‘A penny for them,’ she interrupted, ‘not that you can get anything for a penny these days.’ She tittered. Something about the stupid words and the stupid laugh did it.
‘There, there,’ she fussed.’ ‘No need to cry.’
I wiped the tears away with the back of me hand. ‘It’s nothing, something in me eye.’
‘I know. Here.’ She pulled out a crumpled tissue. ‘It’s clean.’
I blew me nose, squeezed me eyes shut – anything to keep from spilling all over the place. ‘I’m making a real show of meself,’ I sniffed.
‘Who cares? That’s one thing you learn when you get to my age.’
I burst out laughing, I couldn’t help it. She joined in although I don’t know what she thought I was laughing at.
‘My heart, my heart,’ she gasped, her face getting redder and redder.
‘Here youse two,’ one of the other passengers shouted, ‘let’s in on the joke.’
Some kind of bond must have been sealed between us that day because we ended up exchanging names and addresses. Not that I’d any intention of calling on her, although I can’t say it was a total surprise when I opened the door a couple of weeks later, found her on the step.
‘I was passing, sure with the free travel I’m all over the place.’
Pull the other one Eileen Kerrigan, I thought, it has bells on.
‘These houses are very deceptive,’ she commented, taking off her coat and having a good look round. I could see she was impressed. I keep the place nice even if I say so meself. It’s amazing what you can find in second-hand shops. The trick is never to go to the local ones.
‘I made these for the children,’ she smiled producing a brown paper bag. ‘They won’t be any the wiser if we eat a couple.’
They looked like the kind of rock buns that really had rocks in them and I knew the kids would turn up their noses but I didn’t let on.
‘Did you sort out that little problem at work you were telling me about? Oh I hope I’m not interfering.’
‘Yeah. Well, it’s blown over. For the time being.’
An almighty shriek came from the kids playing outside and she was off her chair like a rocket.
‘Ignore them,’ I told her, switching on the kettle. ‘They’ll sort it out themselves. I’d be in and out like a yoyo if I paid attention.’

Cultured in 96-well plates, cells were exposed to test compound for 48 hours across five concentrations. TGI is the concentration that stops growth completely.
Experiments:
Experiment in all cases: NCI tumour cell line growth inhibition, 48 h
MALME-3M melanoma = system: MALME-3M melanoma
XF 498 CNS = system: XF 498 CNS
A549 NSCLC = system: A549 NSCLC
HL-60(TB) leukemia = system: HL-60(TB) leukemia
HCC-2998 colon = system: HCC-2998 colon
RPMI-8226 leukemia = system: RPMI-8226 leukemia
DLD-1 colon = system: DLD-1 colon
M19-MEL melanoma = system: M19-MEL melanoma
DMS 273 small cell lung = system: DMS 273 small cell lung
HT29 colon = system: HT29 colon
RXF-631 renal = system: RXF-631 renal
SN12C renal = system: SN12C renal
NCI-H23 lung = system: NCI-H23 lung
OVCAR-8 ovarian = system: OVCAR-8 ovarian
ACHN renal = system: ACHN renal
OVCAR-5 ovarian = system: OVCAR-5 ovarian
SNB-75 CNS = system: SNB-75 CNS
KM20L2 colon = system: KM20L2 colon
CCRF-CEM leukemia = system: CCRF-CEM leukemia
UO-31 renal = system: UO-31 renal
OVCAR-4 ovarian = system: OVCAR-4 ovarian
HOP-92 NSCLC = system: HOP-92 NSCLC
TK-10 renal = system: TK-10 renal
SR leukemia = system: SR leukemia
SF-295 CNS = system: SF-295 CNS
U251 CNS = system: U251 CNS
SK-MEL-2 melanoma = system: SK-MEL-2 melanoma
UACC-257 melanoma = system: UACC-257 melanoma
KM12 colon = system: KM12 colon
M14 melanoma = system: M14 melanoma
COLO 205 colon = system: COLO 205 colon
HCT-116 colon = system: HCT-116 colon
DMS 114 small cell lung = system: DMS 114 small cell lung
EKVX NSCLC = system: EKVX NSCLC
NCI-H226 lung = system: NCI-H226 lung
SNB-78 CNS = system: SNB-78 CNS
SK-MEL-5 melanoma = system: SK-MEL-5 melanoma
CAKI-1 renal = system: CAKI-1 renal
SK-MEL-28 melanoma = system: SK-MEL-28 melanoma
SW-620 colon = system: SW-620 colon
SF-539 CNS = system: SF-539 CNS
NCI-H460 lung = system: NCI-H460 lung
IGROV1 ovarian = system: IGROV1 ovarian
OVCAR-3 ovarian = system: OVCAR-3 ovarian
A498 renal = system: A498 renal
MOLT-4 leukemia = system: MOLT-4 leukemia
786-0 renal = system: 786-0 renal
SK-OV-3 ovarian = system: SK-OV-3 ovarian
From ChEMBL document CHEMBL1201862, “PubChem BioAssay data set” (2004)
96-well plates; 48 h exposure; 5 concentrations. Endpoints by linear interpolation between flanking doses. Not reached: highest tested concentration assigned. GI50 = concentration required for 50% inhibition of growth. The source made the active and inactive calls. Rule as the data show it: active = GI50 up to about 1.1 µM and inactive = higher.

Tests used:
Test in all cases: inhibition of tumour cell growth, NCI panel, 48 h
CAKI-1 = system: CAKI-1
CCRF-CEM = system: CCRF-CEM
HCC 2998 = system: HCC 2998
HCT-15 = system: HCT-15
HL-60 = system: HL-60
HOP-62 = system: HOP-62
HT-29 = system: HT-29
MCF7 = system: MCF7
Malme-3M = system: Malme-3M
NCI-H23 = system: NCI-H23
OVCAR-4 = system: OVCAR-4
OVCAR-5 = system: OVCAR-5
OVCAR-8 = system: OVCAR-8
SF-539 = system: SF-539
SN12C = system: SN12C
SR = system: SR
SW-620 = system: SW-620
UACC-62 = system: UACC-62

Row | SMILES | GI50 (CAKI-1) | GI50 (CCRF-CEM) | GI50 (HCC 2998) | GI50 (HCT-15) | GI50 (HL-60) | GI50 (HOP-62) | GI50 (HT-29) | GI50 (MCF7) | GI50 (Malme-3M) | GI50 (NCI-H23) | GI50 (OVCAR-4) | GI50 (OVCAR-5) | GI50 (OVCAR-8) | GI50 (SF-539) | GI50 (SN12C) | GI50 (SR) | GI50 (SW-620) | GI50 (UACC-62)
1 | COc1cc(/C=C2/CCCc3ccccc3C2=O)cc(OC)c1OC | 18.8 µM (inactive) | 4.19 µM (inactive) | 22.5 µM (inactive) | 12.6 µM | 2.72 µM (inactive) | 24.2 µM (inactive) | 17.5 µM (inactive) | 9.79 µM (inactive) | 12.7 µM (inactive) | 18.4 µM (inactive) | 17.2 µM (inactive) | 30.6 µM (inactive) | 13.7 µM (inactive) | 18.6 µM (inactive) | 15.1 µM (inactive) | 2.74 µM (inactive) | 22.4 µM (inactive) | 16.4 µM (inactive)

‘Which children are yours?’
‘See her. The one poking a finger, that’s Donna and the monster in the Man U shirt is Jason. Dunno where Kenny is.’
‘Hard to believe. You don’t look a day older than my youngest.’
‘I had Kenny when I was eighteen. I’m thirty.’
‘Aoife’s age, that’s my second daughter.’ She sat down slowly. ‘They’ve all emigrated. It’s not until they go, you miss them. Strange.’
Not half as strange as you sitting here, I thought.
After that, Mrs K, as I took to calling her, began appearing every Thursday, regular as clockwork. I could tell the day by her. I have to admit there was something soothing about the way she’d ramble on about her kids; it was like following a soap opera.
There was Aoife, the one who was the same age as me who lived in London. She’d just finished a degree and had to take a job in a company making commercials until she landed one she wanted in television. Jammy, I thought, imagine having problems like that!
Then there was Martin, holed up in Boston, a bit fond of the drink. A budding alcoholic, I guessed, reading between the lines. Her favourite was Sarah. She’d landed up in Sydney after doing a bit of travelling and Mrs K was always praying she’d come home.
I don’t think I ever met anyone who prayed as much, there was always some novena on the go.
But the kids took to her; she’d watch them doing their homework, ask questions, make a bit of a fuss of them. It was like having a granny, I suppose. The rock buns were a problem but. I hated throwing them out, then I discovered the dog next door liked them. Before long Tyson was calling as often as she did.
That afternoon when the bell went I thought it was Kenny back with me cigs and just too bloody lazy to walk all the way in.
‘It’s on the latch,’ I yelled. When I didn’t hear footsteps, I forced meself out of the chair.
‘What are you doing here?’ I asked seeing Mrs K, ‘It’s only Wednesday.’